Internal Conditions

In hygrothermal modelling, internal conditions of a building play a critical role in influencing the building's thermal and moisture performance.

Specify Temperature

The indoor temperature of a space impacts the heat flow through building components. High internal temperatures can increase the rate of heat transfer from inside to outside in colder weather and vice versa in warmer weather. This has a corresponding impact on moisture transfer.

The default temperature, as per ASHRAE 160, is 21 °C. This represents a continuously heated space. While this is unlikely to represent most buildings, it typically assumes a worst-case scenario and should remain at 21 °C in most cases.

Specify Relative Humidity

Internal relative humidity levels can affect the moisture transfer within building components. High internal relative humidity can lead to condensation within walls or roofs if these surfaces reach the dew point temperature. This can potentially lead to issues like mould growth and structural damage.

The relative humidity is typically uncontrolled in most buildings and is a function of external and internal conditions.

Air Exchange Rate

Air exchange, also known as air change or ventilation rate, plays a crucial role in hygrothermal simulations. It represents the amount of air that is added to (infiltration) or removed from (exfiltration) a building or a specific room within a given period.

Air exchange rates can vary significantly depending on the type of building, its construction, the effectiveness of its ventilation system, and how airtight the building is. These factors should be considered when defining the air exchange rate for hygrothermal modelling purposes.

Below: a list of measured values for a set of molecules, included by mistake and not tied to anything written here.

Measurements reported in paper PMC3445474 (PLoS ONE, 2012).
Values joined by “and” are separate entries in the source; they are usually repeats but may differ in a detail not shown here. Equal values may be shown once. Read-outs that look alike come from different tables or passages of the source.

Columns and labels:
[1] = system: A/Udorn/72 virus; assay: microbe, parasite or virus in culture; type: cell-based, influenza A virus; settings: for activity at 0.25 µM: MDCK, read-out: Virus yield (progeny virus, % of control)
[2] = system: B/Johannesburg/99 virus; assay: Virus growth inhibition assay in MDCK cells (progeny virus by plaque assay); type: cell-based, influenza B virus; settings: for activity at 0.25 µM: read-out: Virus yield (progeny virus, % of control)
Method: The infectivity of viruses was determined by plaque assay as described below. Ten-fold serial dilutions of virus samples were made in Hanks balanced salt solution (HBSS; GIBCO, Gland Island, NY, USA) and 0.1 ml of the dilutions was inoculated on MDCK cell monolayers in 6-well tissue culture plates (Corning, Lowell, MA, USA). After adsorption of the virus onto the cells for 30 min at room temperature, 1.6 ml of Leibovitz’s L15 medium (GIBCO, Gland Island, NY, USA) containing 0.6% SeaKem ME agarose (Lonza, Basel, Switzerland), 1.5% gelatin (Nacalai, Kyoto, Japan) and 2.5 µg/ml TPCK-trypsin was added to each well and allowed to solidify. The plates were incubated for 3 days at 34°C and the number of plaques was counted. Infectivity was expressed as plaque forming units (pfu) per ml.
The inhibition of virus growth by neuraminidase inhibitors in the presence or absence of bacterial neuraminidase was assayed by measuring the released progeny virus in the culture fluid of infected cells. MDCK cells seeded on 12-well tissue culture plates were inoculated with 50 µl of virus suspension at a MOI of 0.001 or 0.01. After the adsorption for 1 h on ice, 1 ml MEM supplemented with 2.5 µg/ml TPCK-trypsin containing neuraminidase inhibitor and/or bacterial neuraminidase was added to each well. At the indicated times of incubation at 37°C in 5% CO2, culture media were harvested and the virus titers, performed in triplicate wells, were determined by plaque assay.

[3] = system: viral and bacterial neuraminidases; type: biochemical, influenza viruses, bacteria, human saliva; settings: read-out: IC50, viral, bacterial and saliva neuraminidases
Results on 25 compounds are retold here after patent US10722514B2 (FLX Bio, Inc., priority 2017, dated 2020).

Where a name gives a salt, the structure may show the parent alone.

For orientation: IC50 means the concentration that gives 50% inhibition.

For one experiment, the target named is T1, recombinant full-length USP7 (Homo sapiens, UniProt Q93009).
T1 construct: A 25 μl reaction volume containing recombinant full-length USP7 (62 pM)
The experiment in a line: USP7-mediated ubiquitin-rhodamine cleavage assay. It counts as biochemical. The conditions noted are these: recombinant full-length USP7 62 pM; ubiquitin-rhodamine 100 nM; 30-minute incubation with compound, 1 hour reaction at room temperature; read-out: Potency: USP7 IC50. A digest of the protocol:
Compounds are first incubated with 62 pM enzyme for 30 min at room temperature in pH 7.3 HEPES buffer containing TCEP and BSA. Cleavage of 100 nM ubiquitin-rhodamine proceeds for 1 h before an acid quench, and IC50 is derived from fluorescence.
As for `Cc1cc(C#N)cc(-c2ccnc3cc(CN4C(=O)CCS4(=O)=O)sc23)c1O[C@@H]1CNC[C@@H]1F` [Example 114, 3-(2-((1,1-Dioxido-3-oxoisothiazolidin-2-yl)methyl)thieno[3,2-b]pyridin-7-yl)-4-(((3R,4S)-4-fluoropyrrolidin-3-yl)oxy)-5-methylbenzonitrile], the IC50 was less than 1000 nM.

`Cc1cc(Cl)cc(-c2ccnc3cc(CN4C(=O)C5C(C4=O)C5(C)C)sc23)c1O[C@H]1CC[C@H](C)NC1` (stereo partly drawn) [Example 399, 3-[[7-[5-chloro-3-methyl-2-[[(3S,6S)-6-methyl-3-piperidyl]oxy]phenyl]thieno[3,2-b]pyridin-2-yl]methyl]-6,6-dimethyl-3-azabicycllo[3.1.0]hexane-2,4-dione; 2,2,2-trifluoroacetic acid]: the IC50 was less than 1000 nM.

Other standards, such as ASHRAE 62.1 for commercial and institutional buildings or ASHRAE 62.2 for residential buildings, would typically be referenced for specific air exchange rates.

Relative Humidity Mode

Two modes are available to account for internal relative humidity, the simplified and intermediate methods. The simplified method determines the design of indoor humidity based on the average daily outdoor temperature. In the Intermediate method, the indoor design humidity is ascertained from hourly weather data and the specific type of HVAC equipment used. Only the Intermidaiate method is suitable for building code compliance.

Moisture Generation Mode

Moisture generation mode refers to the methods or conditions through which moisture is produced or introduced into the indoor environment of a building. It's an essential aspect of simulations because moisture production can significantly affect indoor humidity levels and hence the hygrothermal performance of the building.

Three moisture generation modes are available, number of people, number of bedrooms, and custom.

People - For design purposes, there will be a minimum of two occupants in a space, with an additional person for every bedroom beyond the master bedroom. The specific rates for design moisture generation can be found in ASHRAE 160/DA07.

Bedrooms - For design purposes, the number of bedrooms can also determine moisture generation rates. The following specific rates for design moisture generation can be found in ASHRAE 160/DA07.

  • For a 1-bedroom home with two occupants, the moisture generation rate is 7 litres/day or 0.8 x 10-4 kg/s.

  • For a 2-bedroom home with three occupants, the rate is 9 litres/day or 1.0 x 10-4 kg/s.

  • For a 3-bedroom home with four occupants, the rate is 10 litres/day or 1.2 x 10-4 kg/s.

  • For a 4-bedroom home with five occupants, the rate is 11 litres/day or 1.3 x 10-4 kg/s.

  • Add one occupant for each additional bedroom beyond four and increase the moisture generation rate by 1 litre/day or 0.1 x 10-4 kg/s.

Custom - For buildings with different occupancy types, the design values for moisture generation should be specified in kilograms per second (kg/s) and obtained from a mechanical services engineer.

Last updated